**Figure 2(a). **Sampling in Time Domain

**Figure 2(a).**Sampling in Time Domain

*Figure 2(b). **The **spectra of the unsampled and sampled signal*

*Figure 2(b).*

For DACs, the output can be shaped in time to improve the performance at higher frequencies.

Figure 3(a) shows a “Normal” or “Non-Return to Zero” (NRZ) DAC output. After each sample, the output remains constant until the next sample. The analog spectrum is shown in Figure 3(b).

**Figure 3(a). **Sampling in Time Domain

**Figure 3(a).**Sampling in Time Domain

*Figure 3(b).*

*Figure 3(b).*

Figure 4(a) shows a “Return to Zero” (RZ) DAC output. After each sample, the output remains constant for half a sample period, and then goes to zero. This has the effect of increasing the amplitude in the second Nyquist zone, as shown in Figure 4(b).

**Figure 4(a). **Sampling in Time Domain

**Figure 4(a).**Sampling in Time Domain

*Figure 4(b).*

*Figure 4(b).*

Figure 5(a) shows a “Mix” or “RF” DAC output. After each sample, the output remains constant for half a sample period, and then goes to negative that value. This is same operation as a mixer which uses both polarities of the Local Oscillator waveform. The analog spectrum, shown in Figure 5(b), has an even larger amplitude in the second Nyquist zone. After a waveform is created via any of the above methods, the desired frequencies must be filtered out with a Low-Pass or Band-Pass filter, to remove whatever undesired alias and spurious responses there might be.

**Figure 5(a). **Sampling in Time Domain

**Figure 5(a).**Sampling in Time Domain

*Figure 5(b).*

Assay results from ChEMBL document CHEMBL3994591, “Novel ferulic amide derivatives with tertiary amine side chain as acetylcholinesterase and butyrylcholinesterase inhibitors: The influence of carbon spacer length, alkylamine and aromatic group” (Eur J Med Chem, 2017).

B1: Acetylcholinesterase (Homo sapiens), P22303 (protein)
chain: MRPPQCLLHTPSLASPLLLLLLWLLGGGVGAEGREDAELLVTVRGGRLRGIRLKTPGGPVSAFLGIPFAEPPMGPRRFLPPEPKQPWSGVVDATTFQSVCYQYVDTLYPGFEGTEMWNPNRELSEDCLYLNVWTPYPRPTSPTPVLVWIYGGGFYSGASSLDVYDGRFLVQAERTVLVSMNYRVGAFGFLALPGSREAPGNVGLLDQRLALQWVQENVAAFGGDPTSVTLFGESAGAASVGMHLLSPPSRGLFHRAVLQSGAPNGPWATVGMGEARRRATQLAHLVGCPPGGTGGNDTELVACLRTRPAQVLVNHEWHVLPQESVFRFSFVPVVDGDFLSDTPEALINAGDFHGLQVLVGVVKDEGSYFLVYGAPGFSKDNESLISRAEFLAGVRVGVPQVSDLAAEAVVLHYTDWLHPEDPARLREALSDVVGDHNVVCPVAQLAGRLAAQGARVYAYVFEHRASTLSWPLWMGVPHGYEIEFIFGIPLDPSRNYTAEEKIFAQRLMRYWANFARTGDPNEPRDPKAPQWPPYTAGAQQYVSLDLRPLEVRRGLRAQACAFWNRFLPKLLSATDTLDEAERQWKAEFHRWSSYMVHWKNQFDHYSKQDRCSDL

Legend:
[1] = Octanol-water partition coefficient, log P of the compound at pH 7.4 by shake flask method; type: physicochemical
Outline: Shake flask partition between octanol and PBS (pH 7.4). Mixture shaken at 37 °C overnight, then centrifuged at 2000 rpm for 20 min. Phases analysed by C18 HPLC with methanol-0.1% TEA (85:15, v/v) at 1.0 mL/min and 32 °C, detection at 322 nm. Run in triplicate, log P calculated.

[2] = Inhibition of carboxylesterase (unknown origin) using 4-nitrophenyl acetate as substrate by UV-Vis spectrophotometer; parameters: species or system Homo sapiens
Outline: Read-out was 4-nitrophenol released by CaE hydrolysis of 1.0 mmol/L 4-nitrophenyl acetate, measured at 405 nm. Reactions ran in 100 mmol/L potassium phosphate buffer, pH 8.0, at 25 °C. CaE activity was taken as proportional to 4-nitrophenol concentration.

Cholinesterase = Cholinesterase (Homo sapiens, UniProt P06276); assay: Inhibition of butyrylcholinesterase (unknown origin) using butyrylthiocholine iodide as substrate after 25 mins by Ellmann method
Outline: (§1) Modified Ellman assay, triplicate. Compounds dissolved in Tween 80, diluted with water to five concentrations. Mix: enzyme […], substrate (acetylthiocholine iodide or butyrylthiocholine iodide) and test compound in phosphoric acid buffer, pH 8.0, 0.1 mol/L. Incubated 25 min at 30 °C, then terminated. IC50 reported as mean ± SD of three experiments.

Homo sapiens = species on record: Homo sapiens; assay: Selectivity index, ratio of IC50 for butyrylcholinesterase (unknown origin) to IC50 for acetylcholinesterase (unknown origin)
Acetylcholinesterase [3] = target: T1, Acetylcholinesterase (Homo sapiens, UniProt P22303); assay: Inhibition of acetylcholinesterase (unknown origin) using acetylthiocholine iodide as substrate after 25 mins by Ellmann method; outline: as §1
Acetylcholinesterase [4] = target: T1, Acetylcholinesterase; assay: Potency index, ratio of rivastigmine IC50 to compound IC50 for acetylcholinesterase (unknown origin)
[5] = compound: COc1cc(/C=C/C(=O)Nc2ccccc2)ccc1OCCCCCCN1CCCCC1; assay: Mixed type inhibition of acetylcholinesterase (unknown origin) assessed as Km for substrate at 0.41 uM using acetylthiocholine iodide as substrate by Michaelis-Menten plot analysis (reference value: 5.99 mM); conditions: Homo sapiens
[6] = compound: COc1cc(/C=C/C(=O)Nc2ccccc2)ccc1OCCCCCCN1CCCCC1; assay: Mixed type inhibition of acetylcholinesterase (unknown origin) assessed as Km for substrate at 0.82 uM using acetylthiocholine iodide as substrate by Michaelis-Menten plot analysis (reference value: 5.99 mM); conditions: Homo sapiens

*Figure 5(b).*

The digital approach avoids any problems with quadrature imbalance. However, all data converters have their own undesired impartments, due to quantization and sampling effects. Some of these effects will be shown in the next article. The cost and power requirements of these high-speed data converters are also often high, compared to analog IQ networks.

#### Acknowledgments

When the questions addressed in this report first appeared in the author’s mind, he solicited comments through some LinkedIn groups. Several useful responses were received. Those who gave permission for their personal information to be used are; Gary Kaatz, Khaled Sayed (Consultix-Egypt), Dieter Joos (ON Semiconductor), and Jaideep Bose (Asmaitha Wireless Technologies). The author also thanks his wife, Elizabeth, who probably wondered what her husband was up to; secluded in his home office, doing work he was apparently not being paid to do.

#### References

The following references will be used for each of the articles in this series.

Analog IQ Modulators and Demodulators: General Descriptions

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[2] Eamon Nash; "Correcting Imperfections in IQ Modulators to Improve RF Signal Fidelity "; Analog Devices Application Note AN-1039; 2009

[3] Anon; "An IQ Demodulator-Based IF-to-Baseband Receiver with IF and Baseband Variable Gain and Programmable Baseband Filtering "; Analog Devices Circuit Note CN-0320; 2013

High Speed Data Converters (DACs and ADCs); General Information

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[7] Alex Arrants, Brad Brannon and Rob Reeder; "Understanding High Speed ADC Testing and Evaluation"; Analog Devices Application Note AN-835, 2010.

Digital IQ Modulators and Demodulators

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Bandpass sampling (Rev .04 changed “subharmonic sampling” to “bandpass sampling)

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Effects of IQ Imbalance, no compensation or exploitation proposed

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7.6 Effects of IQ Imbalance, compensation or exploitation proposed

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7.7 Requirements for BaseBand DACs and ADCs

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Requirements for RF DACS and ADCs; and for RF Non-linearities

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7.9 Carrier aggregation for LTE-advanced; Wideband spectral requirements.